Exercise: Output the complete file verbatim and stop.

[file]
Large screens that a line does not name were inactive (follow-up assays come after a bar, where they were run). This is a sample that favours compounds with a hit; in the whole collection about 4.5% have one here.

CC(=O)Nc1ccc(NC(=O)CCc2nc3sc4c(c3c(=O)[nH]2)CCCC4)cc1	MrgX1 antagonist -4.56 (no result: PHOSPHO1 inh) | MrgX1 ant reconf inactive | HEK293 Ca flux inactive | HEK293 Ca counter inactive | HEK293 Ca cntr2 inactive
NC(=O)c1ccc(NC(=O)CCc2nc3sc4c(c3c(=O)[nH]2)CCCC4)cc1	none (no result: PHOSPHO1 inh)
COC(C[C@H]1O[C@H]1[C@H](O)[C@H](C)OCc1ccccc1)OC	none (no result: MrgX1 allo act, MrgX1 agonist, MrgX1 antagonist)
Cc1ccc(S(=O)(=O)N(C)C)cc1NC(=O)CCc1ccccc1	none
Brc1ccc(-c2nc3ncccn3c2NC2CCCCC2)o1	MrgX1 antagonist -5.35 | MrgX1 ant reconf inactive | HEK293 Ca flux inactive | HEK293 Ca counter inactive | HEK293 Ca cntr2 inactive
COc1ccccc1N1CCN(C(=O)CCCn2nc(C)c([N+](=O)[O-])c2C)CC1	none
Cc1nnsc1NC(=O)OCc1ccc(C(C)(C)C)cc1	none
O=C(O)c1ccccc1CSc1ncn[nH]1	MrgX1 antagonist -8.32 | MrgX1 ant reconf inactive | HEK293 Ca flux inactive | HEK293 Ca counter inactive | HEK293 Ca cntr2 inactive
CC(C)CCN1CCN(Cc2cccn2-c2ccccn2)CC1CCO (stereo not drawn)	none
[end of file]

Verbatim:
Large screens that a line does not name were inactive (follow-up assays come after a bar, where they were run). This is a sample that favours compounds with a hit; in the whole collection about 4.5% have one here.

CC(=O)Nc1ccc(NC(=O)CCc2nc3sc4c(c3c(=O)[nH]2)CCCC4)cc1	MrgX1 antagonist -4.56 (no result: PHOSPHO1 inh) | MrgX1 ant reconf inactive | HEK293 Ca flux inactive | HEK293 Ca counter inactive | HEK293 Ca cntr2 inactive
NC(=O)c1ccc(NC(=O)CCc2nc3sc4c(c3c(=O)[nH]2)CCCC4)cc1	none (no result: PHOSPHO1 inh)
COC(C[C@H]1O[C@H]1[C@H](O)[C@H](C)OCc1ccccc1)OC	none (no result: MrgX1 allo act, MrgX1 agonist, MrgX1 antagonist)
Cc1ccc(S(=O)(=O)N(C)C)cc1NC(=O)CCc1ccccc1	none
Brc1ccc(-c2nc3ncccn3c2NC2CCCCC2)o1	MrgX1 antagonist -5.35 | MrgX1 ant reconf inactive | HEK293 Ca flux inactive | HEK293 Ca counter inactive | HEK293 Ca cntr2 inactive
COc1ccccc1N1CCN(C(=O)CCCn2nc(C)c([N+](=O)[O-])c2C)CC1	none
Cc1nnsc1NC(=O)OCc1ccc(C(C)(C)C)cc1	none
O=C(O)c1ccccc1CSc1ncn[nH]1	MrgX1 antagonist -8.32 | MrgX1 ant reconf inactive | HEK293 Ca flux inactive | HEK293 Ca counter inactive | HEK293 Ca cntr2 inactive
CC(C)CCN1CCN(Cc2cccn2-c2ccccn2)CC1CCO (stereo not drawn)	none